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CD Feature/ Steinbrüchel: "Sustain"

img  Tobias

It has already been pointed out several times before that for someone predominantly hiding his human identity behind ones and zeros, the music of Steinbrüchel is of an astounding emotional immediacy. As his oeuvre has withstood tendencies to diversify and instead developed into the depth, another interesting outward contradiction is starting to show up. With regards to the purity of his graphical language and the apparent minimalism of his arrangements, it is most remarkable that his compositions should display an element mostly reserved for classical music or more extreme 20th century genres such as Metal: Virtuosity.

It goes without saying that „sustain“, has nothing whatsoever to do with neither brutish riffing nor Paganini. Even the label is happy to admit that, at best, it represents a minor diversion from his recent output, again focusing on „melodic chord sounds, stratified gentle noise and beautiful resonances“, gently leading the listener away into a land where the border between waking and dreaming is blurring with every heartfelt undulation. And yet, on this barely twenty minute short 3inch CD, Steinbrüchel has taken his skills to a level where they are turning into a musical object in their own right and the act of creation can no longer be separated from the sonic product.

Whether or not one will agree with this idea or ridicule it depends on what one is actually listening to here. Rising from a quietly nervous sphere of hiss, a field of soft  drones slowly coallesces into a unified beam, sweetly pulsating at a single frequency. By the mere addition or subtraction of tones and all but imperceptible fade-outs and subtle superimpositions, this cloud flows from major to minor keys, from tension to harmony and from correlation and clarity to complexity and contrast. Contrary to what commentators have suggested, it is not the lavish use of delay and the sheer length of the notes which explains for the track's title, but rather the fluent movement with which the aforementioned transitions are taking place, the idea that they may in fact not even constitute substantial changes but rather different aspects of an acoustic continuum which are alternatingly brought to the fore by their creator.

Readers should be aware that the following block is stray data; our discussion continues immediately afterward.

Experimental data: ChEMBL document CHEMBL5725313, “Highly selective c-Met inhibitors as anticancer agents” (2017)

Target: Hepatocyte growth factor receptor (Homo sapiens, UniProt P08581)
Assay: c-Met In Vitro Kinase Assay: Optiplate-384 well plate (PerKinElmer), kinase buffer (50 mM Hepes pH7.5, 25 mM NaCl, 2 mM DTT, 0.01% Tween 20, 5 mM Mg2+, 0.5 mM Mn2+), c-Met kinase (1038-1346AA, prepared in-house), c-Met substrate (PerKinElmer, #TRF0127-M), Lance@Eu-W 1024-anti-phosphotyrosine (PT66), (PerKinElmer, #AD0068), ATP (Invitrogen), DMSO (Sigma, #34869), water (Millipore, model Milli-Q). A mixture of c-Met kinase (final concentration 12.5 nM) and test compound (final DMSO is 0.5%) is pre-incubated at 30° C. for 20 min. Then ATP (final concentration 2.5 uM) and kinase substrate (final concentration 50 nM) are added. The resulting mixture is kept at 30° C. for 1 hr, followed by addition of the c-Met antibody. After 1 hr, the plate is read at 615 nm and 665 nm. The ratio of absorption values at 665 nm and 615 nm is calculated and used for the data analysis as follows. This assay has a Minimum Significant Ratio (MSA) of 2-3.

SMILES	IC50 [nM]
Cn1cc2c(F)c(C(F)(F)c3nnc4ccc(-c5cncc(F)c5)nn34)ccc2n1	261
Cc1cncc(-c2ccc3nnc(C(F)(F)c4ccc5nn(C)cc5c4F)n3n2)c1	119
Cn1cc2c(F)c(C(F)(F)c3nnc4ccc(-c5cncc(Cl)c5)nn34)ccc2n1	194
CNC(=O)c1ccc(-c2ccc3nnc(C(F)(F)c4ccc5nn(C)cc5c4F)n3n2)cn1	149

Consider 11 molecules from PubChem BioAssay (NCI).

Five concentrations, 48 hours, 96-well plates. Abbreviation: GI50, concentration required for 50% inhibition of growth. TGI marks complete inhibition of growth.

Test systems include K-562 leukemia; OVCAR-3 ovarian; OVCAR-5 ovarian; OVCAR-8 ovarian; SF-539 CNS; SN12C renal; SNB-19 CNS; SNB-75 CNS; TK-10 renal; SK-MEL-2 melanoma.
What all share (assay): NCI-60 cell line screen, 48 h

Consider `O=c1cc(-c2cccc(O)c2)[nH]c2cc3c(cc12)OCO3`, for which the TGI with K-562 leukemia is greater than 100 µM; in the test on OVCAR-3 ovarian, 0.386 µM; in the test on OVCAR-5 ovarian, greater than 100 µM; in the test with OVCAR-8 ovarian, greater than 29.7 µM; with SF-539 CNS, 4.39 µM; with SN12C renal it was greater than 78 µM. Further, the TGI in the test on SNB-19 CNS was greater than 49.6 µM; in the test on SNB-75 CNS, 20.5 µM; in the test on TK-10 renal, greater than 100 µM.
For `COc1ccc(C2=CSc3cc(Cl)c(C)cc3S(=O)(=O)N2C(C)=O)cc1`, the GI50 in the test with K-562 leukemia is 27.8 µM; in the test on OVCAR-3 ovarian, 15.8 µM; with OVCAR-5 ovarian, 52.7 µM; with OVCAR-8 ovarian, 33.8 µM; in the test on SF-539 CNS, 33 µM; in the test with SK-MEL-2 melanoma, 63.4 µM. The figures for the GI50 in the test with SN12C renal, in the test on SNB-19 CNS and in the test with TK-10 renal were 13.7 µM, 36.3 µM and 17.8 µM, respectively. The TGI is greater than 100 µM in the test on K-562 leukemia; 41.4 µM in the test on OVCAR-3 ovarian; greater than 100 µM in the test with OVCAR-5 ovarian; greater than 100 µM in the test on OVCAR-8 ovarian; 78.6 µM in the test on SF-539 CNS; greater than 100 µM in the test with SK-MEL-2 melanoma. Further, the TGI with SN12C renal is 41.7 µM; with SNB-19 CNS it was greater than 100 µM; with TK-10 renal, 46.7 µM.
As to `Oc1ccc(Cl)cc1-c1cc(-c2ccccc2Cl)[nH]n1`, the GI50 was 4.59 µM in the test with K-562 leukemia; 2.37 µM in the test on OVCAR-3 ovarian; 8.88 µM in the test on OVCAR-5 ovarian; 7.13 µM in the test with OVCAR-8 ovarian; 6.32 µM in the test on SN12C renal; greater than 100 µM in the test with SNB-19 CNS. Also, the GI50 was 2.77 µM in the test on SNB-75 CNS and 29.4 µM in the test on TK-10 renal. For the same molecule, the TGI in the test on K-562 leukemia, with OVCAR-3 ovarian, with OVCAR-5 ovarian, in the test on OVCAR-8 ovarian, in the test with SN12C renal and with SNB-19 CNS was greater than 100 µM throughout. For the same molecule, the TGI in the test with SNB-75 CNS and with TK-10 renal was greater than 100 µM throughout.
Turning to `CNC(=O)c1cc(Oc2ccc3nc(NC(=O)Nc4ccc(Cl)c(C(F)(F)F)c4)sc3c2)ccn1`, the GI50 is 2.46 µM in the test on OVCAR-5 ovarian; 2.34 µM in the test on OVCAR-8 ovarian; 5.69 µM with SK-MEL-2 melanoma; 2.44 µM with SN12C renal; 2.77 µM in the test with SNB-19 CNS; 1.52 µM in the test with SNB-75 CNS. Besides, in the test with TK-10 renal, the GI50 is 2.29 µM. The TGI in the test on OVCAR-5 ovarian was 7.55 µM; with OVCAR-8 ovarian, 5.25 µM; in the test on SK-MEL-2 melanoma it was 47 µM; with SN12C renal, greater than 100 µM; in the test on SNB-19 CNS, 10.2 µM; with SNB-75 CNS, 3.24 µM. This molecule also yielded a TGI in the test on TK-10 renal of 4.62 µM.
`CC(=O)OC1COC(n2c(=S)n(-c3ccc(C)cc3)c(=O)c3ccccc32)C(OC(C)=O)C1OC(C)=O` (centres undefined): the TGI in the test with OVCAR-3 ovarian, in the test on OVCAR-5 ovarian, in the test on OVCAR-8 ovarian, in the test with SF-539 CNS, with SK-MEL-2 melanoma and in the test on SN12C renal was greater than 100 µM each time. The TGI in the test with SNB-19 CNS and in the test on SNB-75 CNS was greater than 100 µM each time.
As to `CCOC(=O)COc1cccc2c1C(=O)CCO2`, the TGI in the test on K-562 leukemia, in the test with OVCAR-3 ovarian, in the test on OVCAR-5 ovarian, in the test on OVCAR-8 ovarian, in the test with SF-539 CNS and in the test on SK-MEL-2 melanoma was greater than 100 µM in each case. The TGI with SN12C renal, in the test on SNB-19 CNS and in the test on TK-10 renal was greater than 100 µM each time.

As with all Drone pieces, there is nothing to explain or analyse on „sustain“, as the music strives to dissolve into pure sound instead. Still, it certainly doesn't seem as though Steinbrüchel is satisfied with merely delivering agreeable harmony. As the different sheets and strands merge, separate and intertwine, he is controlling their actions in an astutely precise way. More and more, the thematic action shifts towards the overtones, which don't just form shimmering specks of bliss on the horizon, but combine into veritable ghost melodies, rhythmical patterns and continually shapeshifting harmonic loops. An entire world of musical perception is starting to unfold, both separate and supportive of the underlying parameters.

The potentials of this dual technique are plentiful, especially since Steinbrüchel's knack for enriching his drones with equally detailed crackles, cuts and crisp micronoises never allows for creative stagnation and prevents things from getting monochromatic. Admittedly, compared to his release on Slaapwel („Home“), on which the clearly discernible use of Guitar added a refreshing timbral touch to the already tender lullaby, „sustain“ is a more conservative affair in the sense that it builds on what has already been achieved and returns to a more abstract approach. But it only does so in order to explore the ongoing validity of proven methods and the untapped possibilities in sounds long deemed worn-out.

This, by the way, may constitute a second explanation for the album's title: As long as the honing of one's own virtuoso skills is serving the music, the act of composition, too, can become part of an ongoing quest which doesn't need to blindly follow the paradigm of novelty or innovation to prove its worth.

By Tobias Fischer

Homepage: Steinbrüchel
Homepage: Koyuki Sound Records

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